I received this book free in exchange for an honest review, as part of this book’s blog tour.
Description: Attorney Jack Frost never understood why holidays did weird things to people. His secretary went on vacation, his best friend ditched their annual Aspen trip, and the law firm’s stubborn human resources assistant refuses his clerical support request. What’s a warlock to do on Christmas Eve but go on a 1-Night Stand? But when an oddly familiar empath shows up as his date, this ice mage has a hard time denying the magic of the winter solstice.
Faced with an anemic employment market and financial woes, college graduate and former witch Mina Mao lands an HR assistant job at Frost and Sons. Having spent her day saving Christmas from Frost Junior’s Grinch-like behavior, she accepts the gift of Madame Eve’s service and heads over to the Castillo Capital. When her date turns out to be her childhood crush and workplace nemesis, she braces herself for the sexiest icy ride of her life.
Review: Jack Frost might be an ice mage, but he makes this story blazingly hot. Let me say, I read fast, so when I got a book that was as short as this I was concerned because I would not have time to become invested in the characters, that concern was completely unfounded.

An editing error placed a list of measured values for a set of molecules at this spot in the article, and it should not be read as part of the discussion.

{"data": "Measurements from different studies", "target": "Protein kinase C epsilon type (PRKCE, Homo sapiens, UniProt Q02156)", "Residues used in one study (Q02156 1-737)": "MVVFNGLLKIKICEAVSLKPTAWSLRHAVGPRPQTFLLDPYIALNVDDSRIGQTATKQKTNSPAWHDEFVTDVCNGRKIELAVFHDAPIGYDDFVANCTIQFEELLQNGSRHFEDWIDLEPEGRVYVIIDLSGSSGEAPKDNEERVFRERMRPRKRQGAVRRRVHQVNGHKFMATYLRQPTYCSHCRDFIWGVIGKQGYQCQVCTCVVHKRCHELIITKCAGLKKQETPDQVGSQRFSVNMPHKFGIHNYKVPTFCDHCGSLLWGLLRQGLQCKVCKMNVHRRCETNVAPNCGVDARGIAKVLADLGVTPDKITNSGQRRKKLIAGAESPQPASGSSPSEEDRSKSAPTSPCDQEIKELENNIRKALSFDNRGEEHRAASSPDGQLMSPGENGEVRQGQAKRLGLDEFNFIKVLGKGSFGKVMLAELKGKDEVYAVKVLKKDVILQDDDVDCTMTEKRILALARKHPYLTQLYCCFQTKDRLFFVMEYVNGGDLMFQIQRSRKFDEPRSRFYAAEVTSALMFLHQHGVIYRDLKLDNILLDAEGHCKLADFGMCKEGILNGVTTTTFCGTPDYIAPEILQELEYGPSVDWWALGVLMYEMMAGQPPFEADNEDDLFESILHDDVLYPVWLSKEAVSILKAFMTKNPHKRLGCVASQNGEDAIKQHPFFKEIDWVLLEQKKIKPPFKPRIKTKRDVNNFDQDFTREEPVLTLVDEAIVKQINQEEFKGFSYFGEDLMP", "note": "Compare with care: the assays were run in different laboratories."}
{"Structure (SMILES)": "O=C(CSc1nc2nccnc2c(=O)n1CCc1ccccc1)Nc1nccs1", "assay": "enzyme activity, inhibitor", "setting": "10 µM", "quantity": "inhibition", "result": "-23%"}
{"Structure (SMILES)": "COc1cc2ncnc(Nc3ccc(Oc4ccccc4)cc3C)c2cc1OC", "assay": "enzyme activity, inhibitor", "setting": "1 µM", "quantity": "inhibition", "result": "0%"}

From the opening paragraph you are drawn into the daily life of Mina Mao then receive just enough of her and Jack’s background to tell you what you need to know to make the characters come to life, and entwine you in their lives. The sex scenes (one full on and one quick dream snippet) are hot (and with this main man, deliciously cold at times) well written and the descriptive talent of the author make them come to life. Could I have done with a whole weekend worth of reading about these characters and the terrifically written erotic scenes? Oh yes, but this wickedly perfect short was a satisfying way to curl up in bed on a weeknight.
I like the unique take on magic in a modern world, and how different Tara Quan handles the interaction of magic between the characters. I learned a little mandarin in the book as well, though probably nothing I would wish to use in polite company.
I gave this book five fireballs. It has heat, cold, rich, poor, danger and seduction, such a great depth of description that I was in awe of Tara Quan’s ability to paint a picture with words. If I could add a fireball for the Joss Whedon references I would.